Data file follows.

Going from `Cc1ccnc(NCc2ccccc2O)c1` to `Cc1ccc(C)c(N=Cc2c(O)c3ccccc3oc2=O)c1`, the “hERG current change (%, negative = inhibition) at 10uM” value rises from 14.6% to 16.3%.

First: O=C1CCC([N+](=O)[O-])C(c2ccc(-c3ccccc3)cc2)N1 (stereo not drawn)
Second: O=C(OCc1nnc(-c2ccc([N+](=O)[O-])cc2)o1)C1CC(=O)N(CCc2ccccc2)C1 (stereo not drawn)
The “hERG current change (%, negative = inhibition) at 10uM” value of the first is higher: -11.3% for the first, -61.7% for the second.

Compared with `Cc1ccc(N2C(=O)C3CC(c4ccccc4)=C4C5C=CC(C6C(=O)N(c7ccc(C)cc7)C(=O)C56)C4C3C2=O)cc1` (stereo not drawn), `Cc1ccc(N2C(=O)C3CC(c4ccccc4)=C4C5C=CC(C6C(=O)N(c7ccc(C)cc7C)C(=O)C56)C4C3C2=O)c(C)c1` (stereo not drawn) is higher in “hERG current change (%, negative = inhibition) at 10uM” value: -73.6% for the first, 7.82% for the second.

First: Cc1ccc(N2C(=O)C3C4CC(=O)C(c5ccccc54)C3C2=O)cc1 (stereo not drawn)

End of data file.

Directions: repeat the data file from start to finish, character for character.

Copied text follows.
Going from `Cc1ccnc(NCc2ccccc2O)c1` to `Cc1ccc(C)c(N=Cc2c(O)c3ccccc3oc2=O)c1`, the “hERG current change (%, negative = inhibition) at 10uM” value rises from 14.6% to 16.3%.

First: O=C1CCC([N+](=O)[O-])C(c2ccc(-c3ccccc3)cc2)N1 (stereo not drawn)
Second: O=C(OCc1nnc(-c2ccc([N+](=O)[O-])cc2)o1)C1CC(=O)N(CCc2ccccc2)C1 (stereo not drawn)
The “hERG current change (%, negative = inhibition) at 10uM” value of the first is higher: -11.3% for the first, -61.7% for the second.

Compared with `Cc1ccc(N2C(=O)C3CC(c4ccccc4)=C4C5C=CC(C6C(=O)N(c7ccc(C)cc7)C(=O)C56)C4C3C2=O)cc1` (stereo not drawn), `Cc1ccc(N2C(=O)C3CC(c4ccccc4)=C4C5C=CC(C6C(=O)N(c7ccc(C)cc7C)C(=O)C56)C4C3C2=O)c(C)c1` (stereo not drawn) is higher in “hERG current change (%, negative = inhibition) at 10uM” value: -73.6% for the first, 7.82% for the second.

First: Cc1ccc(N2C(=O)C3C4CC(=O)C(c5ccccc54)C3C2=O)cc1 (stereo not drawn)